Fitzgerald’s stories include those, such as the poignant “Babylon Revisited” and the barbed “Bernice Bobs Her Hair,” with themes (spoiled/rich characters, troubled relationships, social competition, lots of drinking, etc.) reminiscent of his long fiction. Then there’s the eye-opening “The Diamond as Big as the Ritz,” about the world’s wealthiest family trying to keep their existence secret in a remote area of Montana. It’s a creepy/fascinating/memorable tale, unfortunately lessened by blatant racism that can’t be excused by Fitzgerald’s somewhat-satiric approach.

Leo Tolstoy, author of the classic novels War and Peace and Anna Karenina, also wrote some amazing short fiction — some of it just long enough to edge into novella territory. The snowy “Master and Man,” the melancholy “The Death of Ivan Ilyich,” the dramatic “The Kreutzer Sonata,” the history-tinged “Hadji Murat,” etc.

Herman Melville’s main claim to fame is the iconic Moby-Dick and other novels, but he also penned memorable/wide-ranging short fiction — including the slavery saga “Benito Cereno,” the sublimely disturbing office tale “Bartleby, the Scrivener,” and the droll “I and My Chimney.”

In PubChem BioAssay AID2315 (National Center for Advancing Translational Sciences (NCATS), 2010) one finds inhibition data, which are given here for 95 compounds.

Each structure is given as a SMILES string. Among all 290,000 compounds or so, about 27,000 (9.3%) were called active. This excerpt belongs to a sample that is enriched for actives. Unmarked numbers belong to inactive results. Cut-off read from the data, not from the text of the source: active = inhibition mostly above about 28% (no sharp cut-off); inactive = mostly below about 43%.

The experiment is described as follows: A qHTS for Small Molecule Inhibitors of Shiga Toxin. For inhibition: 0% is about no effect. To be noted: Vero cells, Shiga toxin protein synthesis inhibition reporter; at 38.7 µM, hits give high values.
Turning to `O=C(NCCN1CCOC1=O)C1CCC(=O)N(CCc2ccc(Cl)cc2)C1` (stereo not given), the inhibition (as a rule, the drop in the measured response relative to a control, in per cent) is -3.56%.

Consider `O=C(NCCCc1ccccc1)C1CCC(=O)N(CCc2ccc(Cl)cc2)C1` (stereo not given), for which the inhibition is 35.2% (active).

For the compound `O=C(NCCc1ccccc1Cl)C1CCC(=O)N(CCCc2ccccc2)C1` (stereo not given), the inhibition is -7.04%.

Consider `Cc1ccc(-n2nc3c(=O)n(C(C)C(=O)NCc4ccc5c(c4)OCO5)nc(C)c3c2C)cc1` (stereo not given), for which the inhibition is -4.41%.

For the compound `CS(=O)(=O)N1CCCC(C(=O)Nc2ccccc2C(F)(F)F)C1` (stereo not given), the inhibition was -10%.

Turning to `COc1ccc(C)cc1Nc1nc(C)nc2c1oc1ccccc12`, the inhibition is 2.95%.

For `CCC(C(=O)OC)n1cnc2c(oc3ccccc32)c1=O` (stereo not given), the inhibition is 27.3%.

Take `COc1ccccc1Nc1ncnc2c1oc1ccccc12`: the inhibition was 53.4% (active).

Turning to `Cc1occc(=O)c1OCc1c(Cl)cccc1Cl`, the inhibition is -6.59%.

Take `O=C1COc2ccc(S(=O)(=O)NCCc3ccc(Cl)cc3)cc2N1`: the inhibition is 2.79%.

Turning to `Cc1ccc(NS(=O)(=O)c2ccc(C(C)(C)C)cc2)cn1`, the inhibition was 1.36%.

In addition to writing terrific novels such as The House of Mirth and The Age of Innocence, Edith Wharton penned some very absorbing short stories that included a number of excellent ghost tales.

Other deceased novelists who wrote excellent short fiction include James Baldwin, Honoré de Balzac, Willa Cather, Kate Chopin, George Eliot, Graham Greene, Nathaniel Hawthorne, Ernest Hemingway, Zora Neale Hurston, James Joyce, D.H. Lawrence, Jack London, Gabriel García Márquez, W. Somerset Maugham, Carson McCullers, Rabindranath Tagore, Mark Twain, Virginia Woolf, and Richard Wright, among many others.

Prominent living novelists who have successfully gone down the short-story road include Isabel Allende, Margaret Atwood, Lee Child, Stephen King, Barbara Kingsolver, Jhumpa Lahiri, and Alice Walker, to name just a few. Lahiri hit the Pulitzer Prize jackpot with her Interpreter of Maladies story collection, which preceded her novels The Namesake and The Lowland. I love Kingsolver’s Homeland and Other Stories and Atwood’s Wilderness Tips collection. And the title tale of Atwood’s Stone Mattress collection is a gripping piece of fiction.

Of course, there are also authors who have produced novels that are basically an assemblage of related stories: Sherwood Anderson (Winesburg, Ohio), Isaac Asimov (I, Robot), Ray Bradbury (The Martian Chronicles), Elizabeth Gaskell (Cranford), Amanda Moores (Grail Nights), Elizabeth Strout (Olive Kitteridge)…

Some of your favorite writers known mainly for novels but who’ve also done plenty of short stories?

My literary-trivia book is described and can be purchased here: Fascinating Facts About Famous Fiction Authors and the Greatest Novels of All Time.

In addition to this weekly blog, I write the award-winning “Montclairvoyant” topical-humor column for Baristanet.com. The latest weekly piece — about my town’s mixed environmental record — is here.